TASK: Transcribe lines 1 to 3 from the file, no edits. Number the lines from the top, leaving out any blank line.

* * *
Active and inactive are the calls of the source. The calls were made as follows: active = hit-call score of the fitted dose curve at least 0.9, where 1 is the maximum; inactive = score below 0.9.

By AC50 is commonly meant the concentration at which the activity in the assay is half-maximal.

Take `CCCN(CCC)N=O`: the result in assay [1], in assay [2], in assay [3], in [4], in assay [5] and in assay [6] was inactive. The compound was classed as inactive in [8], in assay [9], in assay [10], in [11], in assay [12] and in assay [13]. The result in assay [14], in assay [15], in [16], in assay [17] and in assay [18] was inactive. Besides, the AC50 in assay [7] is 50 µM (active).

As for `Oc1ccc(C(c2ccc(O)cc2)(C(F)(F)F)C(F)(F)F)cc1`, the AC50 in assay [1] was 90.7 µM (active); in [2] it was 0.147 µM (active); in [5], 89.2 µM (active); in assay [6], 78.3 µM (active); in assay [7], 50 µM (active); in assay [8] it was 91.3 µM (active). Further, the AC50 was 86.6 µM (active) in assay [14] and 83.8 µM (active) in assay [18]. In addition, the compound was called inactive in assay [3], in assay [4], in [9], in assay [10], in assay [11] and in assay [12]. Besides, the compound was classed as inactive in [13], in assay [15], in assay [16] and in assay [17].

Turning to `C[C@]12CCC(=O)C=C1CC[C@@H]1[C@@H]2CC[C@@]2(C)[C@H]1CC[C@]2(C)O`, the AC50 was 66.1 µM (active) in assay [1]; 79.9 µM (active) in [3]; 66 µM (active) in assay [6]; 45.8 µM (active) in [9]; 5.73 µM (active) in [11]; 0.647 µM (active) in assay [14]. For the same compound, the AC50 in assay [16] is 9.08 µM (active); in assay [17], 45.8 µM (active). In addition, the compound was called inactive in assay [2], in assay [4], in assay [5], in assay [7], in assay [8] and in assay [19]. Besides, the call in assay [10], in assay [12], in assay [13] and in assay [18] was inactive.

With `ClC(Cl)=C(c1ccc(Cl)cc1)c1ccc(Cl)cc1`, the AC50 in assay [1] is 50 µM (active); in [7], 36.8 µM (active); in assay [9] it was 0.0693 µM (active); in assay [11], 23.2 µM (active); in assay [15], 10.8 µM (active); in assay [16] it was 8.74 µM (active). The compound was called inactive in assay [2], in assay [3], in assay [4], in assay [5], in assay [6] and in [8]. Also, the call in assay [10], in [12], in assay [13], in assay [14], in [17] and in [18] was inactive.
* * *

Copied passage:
Active and inactive are the calls of the source. The calls were made as follows: active = hit-call score of the fitted dose curve at least 0.9, where 1 is the maximum; inactive = score below 0.9.

By AC50 is commonly meant the concentration at which the activity in the assay is half-maximal.

Take `CCCN(CCC)N=O`: the result in assay [1], in assay [2], in assay [3], in [4], in assay [5] and in assay [6] was inactive. The compound was classed as inactive in [8], in assay [9], in assay [10], in [11], in assay [12] and in assay [13]. The result in assay [14], in assay [15], in [16], in assay [17] and in assay [18] was inactive. Besides, the AC50 in assay [7] is 50 µM (active).